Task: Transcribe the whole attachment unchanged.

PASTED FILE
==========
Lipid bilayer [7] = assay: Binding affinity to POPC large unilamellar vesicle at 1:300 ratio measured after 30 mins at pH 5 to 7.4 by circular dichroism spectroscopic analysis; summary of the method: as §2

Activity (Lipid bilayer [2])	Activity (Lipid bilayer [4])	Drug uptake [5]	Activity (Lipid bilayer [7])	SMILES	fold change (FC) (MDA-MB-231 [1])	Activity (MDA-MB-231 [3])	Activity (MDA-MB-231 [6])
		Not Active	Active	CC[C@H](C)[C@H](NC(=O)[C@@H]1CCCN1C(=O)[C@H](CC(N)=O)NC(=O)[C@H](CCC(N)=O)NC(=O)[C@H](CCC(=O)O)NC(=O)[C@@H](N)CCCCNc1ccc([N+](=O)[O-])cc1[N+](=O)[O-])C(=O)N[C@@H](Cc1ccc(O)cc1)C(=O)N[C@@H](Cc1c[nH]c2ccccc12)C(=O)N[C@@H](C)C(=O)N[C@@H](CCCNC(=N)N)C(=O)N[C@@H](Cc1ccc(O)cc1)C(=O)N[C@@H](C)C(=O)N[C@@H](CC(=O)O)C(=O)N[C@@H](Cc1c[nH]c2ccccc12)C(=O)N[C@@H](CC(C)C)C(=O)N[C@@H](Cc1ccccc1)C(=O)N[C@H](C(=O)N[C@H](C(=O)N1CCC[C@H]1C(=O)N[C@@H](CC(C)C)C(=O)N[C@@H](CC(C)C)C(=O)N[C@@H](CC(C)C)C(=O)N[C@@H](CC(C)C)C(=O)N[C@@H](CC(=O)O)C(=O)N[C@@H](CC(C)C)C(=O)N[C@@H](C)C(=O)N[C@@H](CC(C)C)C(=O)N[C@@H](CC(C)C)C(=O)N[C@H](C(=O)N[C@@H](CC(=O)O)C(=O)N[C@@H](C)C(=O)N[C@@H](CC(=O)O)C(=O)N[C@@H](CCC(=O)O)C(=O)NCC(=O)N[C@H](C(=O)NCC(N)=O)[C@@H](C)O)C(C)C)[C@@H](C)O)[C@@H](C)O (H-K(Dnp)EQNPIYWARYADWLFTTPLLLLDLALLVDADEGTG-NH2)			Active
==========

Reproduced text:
Lipid bilayer [7] = assay: Binding affinity to POPC large unilamellar vesicle at 1:300 ratio measured after 30 mins at pH 5 to 7.4 by circular dichroism spectroscopic analysis; summary of the method: as §2

Activity (Lipid bilayer [2])	Activity (Lipid bilayer [4])	Drug uptake [5]	Activity (Lipid bilayer [7])	SMILES	fold change (FC) (MDA-MB-231 [1])	Activity (MDA-MB-231 [3])	Activity (MDA-MB-231 [6])
		Not Active	Active	CC[C@H](C)[C@H](NC(=O)[C@@H]1CCCN1C(=O)[C@H](CC(N)=O)NC(=O)[C@H](CCC(N)=O)NC(=O)[C@H](CCC(=O)O)NC(=O)[C@@H](N)CCCCNc1ccc([N+](=O)[O-])cc1[N+](=O)[O-])C(=O)N[C@@H](Cc1ccc(O)cc1)C(=O)N[C@@H](Cc1c[nH]c2ccccc12)C(=O)N[C@@H](C)C(=O)N[C@@H](CCCNC(=N)N)C(=O)N[C@@H](Cc1ccc(O)cc1)C(=O)N[C@@H](C)C(=O)N[C@@H](CC(=O)O)C(=O)N[C@@H](Cc1c[nH]c2ccccc12)C(=O)N[C@@H](CC(C)C)C(=O)N[C@@H](Cc1ccccc1)C(=O)N[C@H](C(=O)N[C@H](C(=O)N1CCC[C@H]1C(=O)N[C@@H](CC(C)C)C(=O)N[C@@H](CC(C)C)C(=O)N[C@@H](CC(C)C)C(=O)N[C@@H](CC(C)C)C(=O)N[C@@H](CC(=O)O)C(=O)N[C@@H](CC(C)C)C(=O)N[C@@H](C)C(=O)N[C@@H](CC(C)C)C(=O)N[C@@H](CC(C)C)C(=O)N[C@H](C(=O)N[C@@H](CC(=O)O)C(=O)N[C@@H](C)C(=O)N[C@@H](CC(=O)O)C(=O)N[C@@H](CCC(=O)O)C(=O)NCC(=O)N[C@H](C(=O)NCC(N)=O)[C@@H](C)O)C(C)C)[C@@H](C)O)[C@@H](C)O (H-K(Dnp)EQNPIYWARYADWLFTTPLLLLDLALLVDADEGTG-NH2)			Active